Kennedy Space Center, Fla.
NASA's Space Shuttle Processing Status Report
NASA's space shuttle fleet is housed and processed at Kennedy Space Center, Fla. Mission:
STS-121 - 18th International Space Station Flight (ULF1.1) - Multi-Purpose Logistics Module Vehicle:
Discovery (OV-103) Location:
Orbiter Processing Facility Bay 3 Launch Date:
Launch Processing Window July 1-19, 2006 Launch Pad:
Lindsey, Kelly, Sellers, Fossum, Nowak, Wilson and Reiter Inclination/Orbit Altitude:
51.6 degrees/122 nautical miles
Final area closeouts continue in preparation for Discovery's move to the Vehicle Assembly Building and then to the launch pad for its mission to the International Space Station. Technicians plan to power up Discovery on Saturday to support the aft area structural leak test and orbiter compartment positive pressure test.
Final cleaning operations of the environmental control and life support system bay continue in preparation for closeout prior to flight. Work continues on the nose and main landing gear prior to the final functional test. Mission:
STS-115 - 19th International Space Station Flight (12A) - P3/P4 Solar Arrays Vehicle:
Atlantis (OV-104) Location:
Orbiter Processing Facility Bay 1 Launch Date:
No earlier than Aug. 28, 2006 Launch Pad:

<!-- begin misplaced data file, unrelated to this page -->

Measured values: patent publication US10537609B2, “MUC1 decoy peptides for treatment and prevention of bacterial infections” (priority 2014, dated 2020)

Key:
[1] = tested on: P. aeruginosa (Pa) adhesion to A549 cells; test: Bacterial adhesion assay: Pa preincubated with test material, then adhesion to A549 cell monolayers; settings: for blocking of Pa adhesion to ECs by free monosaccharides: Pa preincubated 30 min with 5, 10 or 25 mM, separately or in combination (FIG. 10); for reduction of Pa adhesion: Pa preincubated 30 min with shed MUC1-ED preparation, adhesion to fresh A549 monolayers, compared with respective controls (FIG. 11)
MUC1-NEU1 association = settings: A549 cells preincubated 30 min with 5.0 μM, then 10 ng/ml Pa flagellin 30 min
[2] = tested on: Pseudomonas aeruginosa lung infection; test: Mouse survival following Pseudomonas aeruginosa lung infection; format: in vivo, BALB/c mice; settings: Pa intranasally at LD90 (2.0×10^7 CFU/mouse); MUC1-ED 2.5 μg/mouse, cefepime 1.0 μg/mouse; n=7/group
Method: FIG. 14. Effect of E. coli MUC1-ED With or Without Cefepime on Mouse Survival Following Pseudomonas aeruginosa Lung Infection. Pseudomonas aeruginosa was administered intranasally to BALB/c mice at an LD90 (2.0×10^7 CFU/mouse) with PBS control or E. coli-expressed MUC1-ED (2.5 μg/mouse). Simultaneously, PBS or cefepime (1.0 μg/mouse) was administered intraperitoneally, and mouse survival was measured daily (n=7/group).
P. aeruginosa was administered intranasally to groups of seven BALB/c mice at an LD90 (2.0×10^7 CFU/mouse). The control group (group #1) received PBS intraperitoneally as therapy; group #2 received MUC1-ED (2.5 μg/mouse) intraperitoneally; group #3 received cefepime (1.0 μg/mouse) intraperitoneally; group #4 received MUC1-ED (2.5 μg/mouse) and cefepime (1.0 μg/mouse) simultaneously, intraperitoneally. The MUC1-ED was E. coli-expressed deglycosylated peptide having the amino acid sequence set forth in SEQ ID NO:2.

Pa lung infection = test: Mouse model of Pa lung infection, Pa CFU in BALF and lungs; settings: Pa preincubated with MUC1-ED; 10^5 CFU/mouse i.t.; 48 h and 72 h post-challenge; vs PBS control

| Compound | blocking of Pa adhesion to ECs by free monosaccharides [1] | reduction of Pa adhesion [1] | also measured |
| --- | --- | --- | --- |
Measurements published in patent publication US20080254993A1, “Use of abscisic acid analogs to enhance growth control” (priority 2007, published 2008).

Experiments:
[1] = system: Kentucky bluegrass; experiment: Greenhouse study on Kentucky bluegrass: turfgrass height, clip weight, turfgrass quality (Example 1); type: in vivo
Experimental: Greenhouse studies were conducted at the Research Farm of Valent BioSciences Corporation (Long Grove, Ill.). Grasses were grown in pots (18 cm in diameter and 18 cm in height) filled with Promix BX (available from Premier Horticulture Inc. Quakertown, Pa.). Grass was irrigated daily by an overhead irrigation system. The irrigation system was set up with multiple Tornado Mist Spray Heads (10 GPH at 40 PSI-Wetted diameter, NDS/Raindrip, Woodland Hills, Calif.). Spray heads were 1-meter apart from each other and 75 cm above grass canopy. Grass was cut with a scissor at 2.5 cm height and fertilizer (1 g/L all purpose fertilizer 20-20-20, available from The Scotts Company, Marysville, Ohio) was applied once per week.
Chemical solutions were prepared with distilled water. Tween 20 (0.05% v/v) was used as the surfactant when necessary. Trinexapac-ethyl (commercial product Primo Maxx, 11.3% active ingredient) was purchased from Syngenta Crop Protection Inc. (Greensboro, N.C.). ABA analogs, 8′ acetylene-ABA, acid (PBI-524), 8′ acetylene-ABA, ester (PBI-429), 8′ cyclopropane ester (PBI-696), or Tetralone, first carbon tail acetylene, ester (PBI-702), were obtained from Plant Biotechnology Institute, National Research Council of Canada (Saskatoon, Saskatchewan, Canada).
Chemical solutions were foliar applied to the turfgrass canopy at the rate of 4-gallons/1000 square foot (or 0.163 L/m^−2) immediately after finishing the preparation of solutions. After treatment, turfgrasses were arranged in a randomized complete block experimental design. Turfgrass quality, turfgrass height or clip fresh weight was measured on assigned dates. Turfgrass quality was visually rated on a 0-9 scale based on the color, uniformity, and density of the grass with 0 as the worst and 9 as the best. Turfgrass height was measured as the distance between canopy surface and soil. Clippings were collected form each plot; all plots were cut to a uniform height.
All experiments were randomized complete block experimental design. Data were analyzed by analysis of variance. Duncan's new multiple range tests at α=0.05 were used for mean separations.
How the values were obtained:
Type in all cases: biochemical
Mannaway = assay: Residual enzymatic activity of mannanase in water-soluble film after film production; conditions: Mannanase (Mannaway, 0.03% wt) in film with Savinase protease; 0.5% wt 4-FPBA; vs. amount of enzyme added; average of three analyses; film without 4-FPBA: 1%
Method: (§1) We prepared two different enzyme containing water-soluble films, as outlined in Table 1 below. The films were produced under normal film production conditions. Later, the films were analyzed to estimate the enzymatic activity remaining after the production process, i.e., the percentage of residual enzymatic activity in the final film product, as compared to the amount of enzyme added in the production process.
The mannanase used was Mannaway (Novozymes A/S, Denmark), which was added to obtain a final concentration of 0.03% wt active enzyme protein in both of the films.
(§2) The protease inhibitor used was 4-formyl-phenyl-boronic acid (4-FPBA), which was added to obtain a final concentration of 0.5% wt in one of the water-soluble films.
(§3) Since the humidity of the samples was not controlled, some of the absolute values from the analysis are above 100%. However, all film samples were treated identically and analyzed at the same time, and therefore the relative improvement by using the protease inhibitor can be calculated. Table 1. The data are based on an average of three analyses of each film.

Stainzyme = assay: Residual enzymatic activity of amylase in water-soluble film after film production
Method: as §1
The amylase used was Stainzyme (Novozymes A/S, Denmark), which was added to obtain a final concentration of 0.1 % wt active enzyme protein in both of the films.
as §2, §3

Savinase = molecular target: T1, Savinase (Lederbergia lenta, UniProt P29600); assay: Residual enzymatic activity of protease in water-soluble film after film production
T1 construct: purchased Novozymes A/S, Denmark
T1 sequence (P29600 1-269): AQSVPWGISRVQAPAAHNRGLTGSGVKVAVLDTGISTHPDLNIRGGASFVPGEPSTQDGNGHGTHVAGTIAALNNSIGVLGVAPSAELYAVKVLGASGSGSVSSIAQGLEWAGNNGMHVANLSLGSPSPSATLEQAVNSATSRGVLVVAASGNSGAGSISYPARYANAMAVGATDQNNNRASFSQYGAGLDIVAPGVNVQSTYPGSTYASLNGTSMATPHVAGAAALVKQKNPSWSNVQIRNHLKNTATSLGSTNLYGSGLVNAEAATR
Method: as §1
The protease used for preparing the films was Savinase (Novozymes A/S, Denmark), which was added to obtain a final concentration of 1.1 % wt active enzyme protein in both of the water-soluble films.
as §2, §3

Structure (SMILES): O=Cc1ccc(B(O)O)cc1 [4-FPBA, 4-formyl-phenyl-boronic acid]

Jett, Ferguson, Tanner, Burbank, MacLean and Stefanyshyn-Piper Inclination/Orbit Altitude:
51.6 degrees/122 nautical miles
Technicians continue performing powered-up system testing on Atlantis for its mission to the International Space Station. Water coolant loop servicing is complete following the replacement of the water coolant loop No. 2 pump package. Technicians also successfully performed compression testing on the water coolant pump.
The orbiter boom sensor system was installed in the payload bay of Atlantis on Monday. The 50-foot-long boom attaches to the remote manipulator system, or shuttle arm, and is one of the new safety measures added prior to the Return to Flight. It equips the orbiter with cameras and laser systems to inspect the space shuttle's heat shield while in space. Endeavour (OV-105)
Powered-up system testing continues on Endeavour in Orbiter Processing Facility Bay 2 following an extensive modification period. On Wednesday, technicians installed Endeavour's reinforced carbon-carbon nose cap.
Endeavour's external airlock was installed in the payload bay on Thursday. The airlock is located in the shuttle's middeck and permits flight crew members to transfer from the middeck crew compartment into the payload bay for extravehicular activities in their space suits without depressurizing the orbiter crew cabin. External Tank
Work is under way in the Vehicle Assembly Building checkout cell on the external tank that will fly with Discovery on mission STS-121. Last weekend, technicians removed and replaced the tank's four liquid hydrogen engine cutoff sensors, which indicate whether the tank still has fuel during its climb to orbit. They also installed a new gaseous oxygen vent valve under the nose cap of the tank.
With the change out of the sensors complete, the access cover on the bottom of the tank called the "manhole" was reinstalled. On April 11, the tank will be lifted from the checkout cell and placed horizontally on the transporter in the transfer aisle. Once in the transfer aisle, technicians will reapply the thermal protection system foam that had to be removed in order to perform the sensor change out.
For previous space shuttle processing status reports on the Web, visit: http://www.nasa.gov/shuttle
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